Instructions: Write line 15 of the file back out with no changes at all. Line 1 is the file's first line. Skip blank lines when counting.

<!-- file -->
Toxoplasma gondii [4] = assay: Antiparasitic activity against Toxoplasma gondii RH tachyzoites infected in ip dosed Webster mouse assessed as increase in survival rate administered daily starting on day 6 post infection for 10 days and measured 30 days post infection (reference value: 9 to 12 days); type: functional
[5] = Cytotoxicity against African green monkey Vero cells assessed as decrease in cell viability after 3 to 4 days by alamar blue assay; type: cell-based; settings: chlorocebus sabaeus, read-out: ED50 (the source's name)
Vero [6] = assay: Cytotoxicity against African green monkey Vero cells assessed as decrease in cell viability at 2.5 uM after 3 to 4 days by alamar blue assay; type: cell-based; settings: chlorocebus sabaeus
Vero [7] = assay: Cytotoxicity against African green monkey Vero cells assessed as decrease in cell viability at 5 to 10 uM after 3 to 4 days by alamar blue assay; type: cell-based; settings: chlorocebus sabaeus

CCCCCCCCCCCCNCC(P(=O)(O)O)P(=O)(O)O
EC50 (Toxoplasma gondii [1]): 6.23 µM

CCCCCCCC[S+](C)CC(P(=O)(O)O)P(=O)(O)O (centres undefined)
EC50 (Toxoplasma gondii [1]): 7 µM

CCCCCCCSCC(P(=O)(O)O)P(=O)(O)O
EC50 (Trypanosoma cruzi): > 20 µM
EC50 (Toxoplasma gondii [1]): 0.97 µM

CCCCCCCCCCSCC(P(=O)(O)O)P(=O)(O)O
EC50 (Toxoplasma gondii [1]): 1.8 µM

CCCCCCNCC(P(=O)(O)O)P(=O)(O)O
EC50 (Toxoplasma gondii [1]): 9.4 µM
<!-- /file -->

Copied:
EC50 (Toxoplasma gondii [1]): 9.4 µM